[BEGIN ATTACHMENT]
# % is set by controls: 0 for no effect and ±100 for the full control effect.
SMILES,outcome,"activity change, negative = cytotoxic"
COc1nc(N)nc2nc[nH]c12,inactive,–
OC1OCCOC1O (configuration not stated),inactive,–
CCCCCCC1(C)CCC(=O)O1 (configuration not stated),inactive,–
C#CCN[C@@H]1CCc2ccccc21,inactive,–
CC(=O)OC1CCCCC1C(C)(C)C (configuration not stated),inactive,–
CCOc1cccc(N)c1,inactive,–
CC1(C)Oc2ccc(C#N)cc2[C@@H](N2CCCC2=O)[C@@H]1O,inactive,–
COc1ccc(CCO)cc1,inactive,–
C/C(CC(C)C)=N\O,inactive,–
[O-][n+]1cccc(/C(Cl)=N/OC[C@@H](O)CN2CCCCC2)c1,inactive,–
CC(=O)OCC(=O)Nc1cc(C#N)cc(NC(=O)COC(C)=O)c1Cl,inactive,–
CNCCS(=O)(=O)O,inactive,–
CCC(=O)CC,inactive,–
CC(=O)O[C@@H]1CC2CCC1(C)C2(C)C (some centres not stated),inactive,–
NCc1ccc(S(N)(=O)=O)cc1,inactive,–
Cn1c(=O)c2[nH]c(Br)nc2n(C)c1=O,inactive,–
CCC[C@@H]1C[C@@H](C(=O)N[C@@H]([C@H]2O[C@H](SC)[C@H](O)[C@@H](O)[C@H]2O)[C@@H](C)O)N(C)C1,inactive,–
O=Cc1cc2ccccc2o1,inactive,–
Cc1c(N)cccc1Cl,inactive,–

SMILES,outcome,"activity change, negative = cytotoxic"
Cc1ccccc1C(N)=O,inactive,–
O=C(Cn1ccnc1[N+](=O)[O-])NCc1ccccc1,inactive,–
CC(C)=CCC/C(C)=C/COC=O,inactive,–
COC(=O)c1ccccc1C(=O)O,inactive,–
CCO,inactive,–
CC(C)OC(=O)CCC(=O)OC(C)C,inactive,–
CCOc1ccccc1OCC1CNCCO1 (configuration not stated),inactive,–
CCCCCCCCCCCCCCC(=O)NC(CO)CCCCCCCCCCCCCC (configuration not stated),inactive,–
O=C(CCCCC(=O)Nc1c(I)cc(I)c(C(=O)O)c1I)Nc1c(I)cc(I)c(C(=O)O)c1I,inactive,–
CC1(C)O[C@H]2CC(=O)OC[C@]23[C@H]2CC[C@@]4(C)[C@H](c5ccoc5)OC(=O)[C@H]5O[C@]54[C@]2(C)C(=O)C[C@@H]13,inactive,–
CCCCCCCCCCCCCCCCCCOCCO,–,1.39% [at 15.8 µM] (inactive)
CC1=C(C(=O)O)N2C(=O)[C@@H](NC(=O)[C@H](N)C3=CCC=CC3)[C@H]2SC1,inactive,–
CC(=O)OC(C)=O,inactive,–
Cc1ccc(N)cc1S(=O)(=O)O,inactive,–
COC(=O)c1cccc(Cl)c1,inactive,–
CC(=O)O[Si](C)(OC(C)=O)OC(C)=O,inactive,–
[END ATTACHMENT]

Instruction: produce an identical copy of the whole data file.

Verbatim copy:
# % is set by controls: 0 for no effect and ±100 for the full control effect.
SMILES,outcome,"activity change, negative = cytotoxic"
COc1nc(N)nc2nc[nH]c12,inactive,–
OC1OCCOC1O (configuration not stated),inactive,–
CCCCCCC1(C)CCC(=O)O1 (configuration not stated),inactive,–
C#CCN[C@@H]1CCc2ccccc21,inactive,–
CC(=O)OC1CCCCC1C(C)(C)C (configuration not stated),inactive,–
CCOc1cccc(N)c1,inactive,–
CC1(C)Oc2ccc(C#N)cc2[C@@H](N2CCCC2=O)[C@@H]1O,inactive,–
COc1ccc(CCO)cc1,inactive,–
C/C(CC(C)C)=N\O,inactive,–
[O-][n+]1cccc(/C(Cl)=N/OC[C@@H](O)CN2CCCCC2)c1,inactive,–
CC(=O)OCC(=O)Nc1cc(C#N)cc(NC(=O)COC(C)=O)c1Cl,inactive,–
CNCCS(=O)(=O)O,inactive,–
CCC(=O)CC,inactive,–
CC(=O)O[C@@H]1CC2CCC1(C)C2(C)C (some centres not stated),inactive,–
NCc1ccc(S(N)(=O)=O)cc1,inactive,–
Cn1c(=O)c2[nH]c(Br)nc2n(C)c1=O,inactive,–
CCC[C@@H]1C[C@@H](C(=O)N[C@@H]([C@H]2O[C@H](SC)[C@H](O)[C@@H](O)[C@H]2O)[C@@H](C)O)N(C)C1,inactive,–
O=Cc1cc2ccccc2o1,inactive,–
Cc1c(N)cccc1Cl,inactive,–

SMILES,outcome,"activity change, negative = cytotoxic"
Cc1ccccc1C(N)=O,inactive,–
O=C(Cn1ccnc1[N+](=O)[O-])NCc1ccccc1,inactive,–
CC(C)=CCC/C(C)=C/COC=O,inactive,–
COC(=O)c1ccccc1C(=O)O,inactive,–
CCO,inactive,–
CC(C)OC(=O)CCC(=O)OC(C)C,inactive,–
CCOc1ccccc1OCC1CNCCO1 (configuration not stated),inactive,–
CCCCCCCCCCCCCCC(=O)NC(CO)CCCCCCCCCCCCCC (configuration not stated),inactive,–
O=C(CCCCC(=O)Nc1c(I)cc(I)c(C(=O)O)c1I)Nc1c(I)cc(I)c(C(=O)O)c1I,inactive,–
CC1(C)O[C@H]2CC(=O)OC[C@]23[C@H]2CC[C@@]4(C)[C@H](c5ccoc5)OC(=O)[C@H]5O[C@]54[C@]2(C)C(=O)C[C@@H]13,inactive,–
CCCCCCCCCCCCCCCCCCOCCO,–,1.39% [at 15.8 µM] (inactive)
CC1=C(C(=O)O)N2C(=O)[C@@H](NC(=O)[C@H](N)C3=CCC=CC3)[C@H]2SC1,inactive,–
CC(=O)OC(C)=O,inactive,–
Cc1ccc(N)cc1S(=O)(=O)O,inactive,–
COC(=O)c1cccc(Cl)c1,inactive,–
CC(=O)O[Si](C)(OC(C)=O)OC(C)=O,inactive,–